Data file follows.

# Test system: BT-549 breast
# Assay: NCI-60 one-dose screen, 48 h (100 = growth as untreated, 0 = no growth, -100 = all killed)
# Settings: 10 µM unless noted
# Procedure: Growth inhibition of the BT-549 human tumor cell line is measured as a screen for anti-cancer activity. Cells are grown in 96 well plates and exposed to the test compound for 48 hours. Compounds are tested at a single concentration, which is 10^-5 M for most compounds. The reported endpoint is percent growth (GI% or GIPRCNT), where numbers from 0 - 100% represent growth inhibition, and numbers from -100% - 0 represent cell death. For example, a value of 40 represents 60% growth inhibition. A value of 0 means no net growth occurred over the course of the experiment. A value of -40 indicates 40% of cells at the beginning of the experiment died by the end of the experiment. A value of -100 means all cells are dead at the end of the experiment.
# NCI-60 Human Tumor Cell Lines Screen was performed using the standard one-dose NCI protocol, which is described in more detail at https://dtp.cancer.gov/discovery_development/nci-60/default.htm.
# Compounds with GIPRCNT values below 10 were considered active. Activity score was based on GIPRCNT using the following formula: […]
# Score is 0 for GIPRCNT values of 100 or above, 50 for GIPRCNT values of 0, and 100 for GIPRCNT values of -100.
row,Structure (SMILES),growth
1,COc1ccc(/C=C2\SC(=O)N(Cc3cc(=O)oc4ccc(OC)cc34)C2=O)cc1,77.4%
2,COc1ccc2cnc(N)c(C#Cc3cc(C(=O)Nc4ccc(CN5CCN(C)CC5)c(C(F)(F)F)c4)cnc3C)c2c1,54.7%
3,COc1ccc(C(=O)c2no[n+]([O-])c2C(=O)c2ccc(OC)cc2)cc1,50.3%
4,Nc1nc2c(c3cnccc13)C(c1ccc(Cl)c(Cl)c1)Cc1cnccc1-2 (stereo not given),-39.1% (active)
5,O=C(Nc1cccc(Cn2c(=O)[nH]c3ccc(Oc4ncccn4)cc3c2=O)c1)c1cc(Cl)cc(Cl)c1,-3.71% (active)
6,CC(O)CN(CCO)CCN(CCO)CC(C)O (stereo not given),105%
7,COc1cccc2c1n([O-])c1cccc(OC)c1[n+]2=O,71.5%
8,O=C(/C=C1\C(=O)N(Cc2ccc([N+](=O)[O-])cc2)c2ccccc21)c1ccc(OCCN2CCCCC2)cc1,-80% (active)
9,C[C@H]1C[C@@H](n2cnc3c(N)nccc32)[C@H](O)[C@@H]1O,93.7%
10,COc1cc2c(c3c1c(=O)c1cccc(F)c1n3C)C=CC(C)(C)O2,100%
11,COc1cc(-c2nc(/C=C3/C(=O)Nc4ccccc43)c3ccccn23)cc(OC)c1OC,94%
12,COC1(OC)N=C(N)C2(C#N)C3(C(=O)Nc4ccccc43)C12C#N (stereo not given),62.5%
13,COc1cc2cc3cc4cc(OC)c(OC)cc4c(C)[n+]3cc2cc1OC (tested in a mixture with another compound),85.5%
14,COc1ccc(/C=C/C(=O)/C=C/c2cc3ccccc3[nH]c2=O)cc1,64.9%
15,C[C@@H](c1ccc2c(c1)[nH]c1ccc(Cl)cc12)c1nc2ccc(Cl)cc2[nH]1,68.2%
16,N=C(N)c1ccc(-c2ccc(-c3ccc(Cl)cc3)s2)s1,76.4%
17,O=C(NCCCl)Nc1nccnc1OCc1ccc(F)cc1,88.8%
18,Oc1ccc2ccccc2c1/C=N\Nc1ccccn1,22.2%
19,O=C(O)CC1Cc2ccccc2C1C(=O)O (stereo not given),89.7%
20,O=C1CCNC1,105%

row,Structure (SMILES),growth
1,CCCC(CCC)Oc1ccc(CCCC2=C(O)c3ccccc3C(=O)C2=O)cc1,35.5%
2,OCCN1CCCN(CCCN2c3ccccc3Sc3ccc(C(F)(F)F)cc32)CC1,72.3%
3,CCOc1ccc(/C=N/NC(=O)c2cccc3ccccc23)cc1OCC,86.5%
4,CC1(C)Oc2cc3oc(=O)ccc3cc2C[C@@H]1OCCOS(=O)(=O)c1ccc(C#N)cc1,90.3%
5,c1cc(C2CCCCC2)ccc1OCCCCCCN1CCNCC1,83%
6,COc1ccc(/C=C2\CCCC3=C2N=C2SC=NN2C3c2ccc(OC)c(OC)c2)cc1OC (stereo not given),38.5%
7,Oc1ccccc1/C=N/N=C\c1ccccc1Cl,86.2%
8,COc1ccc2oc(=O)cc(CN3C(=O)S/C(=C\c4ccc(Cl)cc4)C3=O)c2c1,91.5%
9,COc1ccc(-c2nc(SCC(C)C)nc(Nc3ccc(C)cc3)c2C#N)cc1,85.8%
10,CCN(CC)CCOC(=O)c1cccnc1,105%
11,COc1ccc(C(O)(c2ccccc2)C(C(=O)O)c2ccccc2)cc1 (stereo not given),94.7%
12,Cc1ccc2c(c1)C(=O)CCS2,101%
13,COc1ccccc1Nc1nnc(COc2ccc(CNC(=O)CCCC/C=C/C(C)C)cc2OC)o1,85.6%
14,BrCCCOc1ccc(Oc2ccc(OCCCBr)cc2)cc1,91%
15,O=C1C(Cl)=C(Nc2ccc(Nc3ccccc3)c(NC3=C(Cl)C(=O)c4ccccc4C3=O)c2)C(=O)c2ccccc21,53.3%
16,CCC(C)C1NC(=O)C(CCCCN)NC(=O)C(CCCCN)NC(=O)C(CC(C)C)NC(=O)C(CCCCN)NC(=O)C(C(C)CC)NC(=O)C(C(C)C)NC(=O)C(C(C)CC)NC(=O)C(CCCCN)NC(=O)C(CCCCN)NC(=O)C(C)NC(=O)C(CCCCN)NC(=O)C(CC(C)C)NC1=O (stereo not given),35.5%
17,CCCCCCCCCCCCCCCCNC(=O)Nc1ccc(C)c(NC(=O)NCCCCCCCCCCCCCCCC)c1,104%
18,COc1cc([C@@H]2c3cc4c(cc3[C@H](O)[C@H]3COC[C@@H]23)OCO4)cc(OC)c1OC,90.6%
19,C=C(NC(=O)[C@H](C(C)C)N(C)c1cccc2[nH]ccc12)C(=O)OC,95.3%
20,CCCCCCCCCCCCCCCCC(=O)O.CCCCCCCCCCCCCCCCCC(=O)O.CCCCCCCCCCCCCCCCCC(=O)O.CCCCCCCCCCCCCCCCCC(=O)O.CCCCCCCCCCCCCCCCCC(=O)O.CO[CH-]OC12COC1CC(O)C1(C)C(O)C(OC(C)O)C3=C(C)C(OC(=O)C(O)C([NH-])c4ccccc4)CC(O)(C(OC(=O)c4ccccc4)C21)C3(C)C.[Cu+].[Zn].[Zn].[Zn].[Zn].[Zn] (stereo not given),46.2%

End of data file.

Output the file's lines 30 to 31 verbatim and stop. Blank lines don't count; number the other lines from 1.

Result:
1,CCCC(CCC)Oc1ccc(CCCC2=C(O)c3ccccc3C(=O)C2=O)cc1,35.5%
2,OCCN1CCCN(CCCN2c3ccccc3Sc3ccc(C(F)(F)F)cc32)CC1,72.3%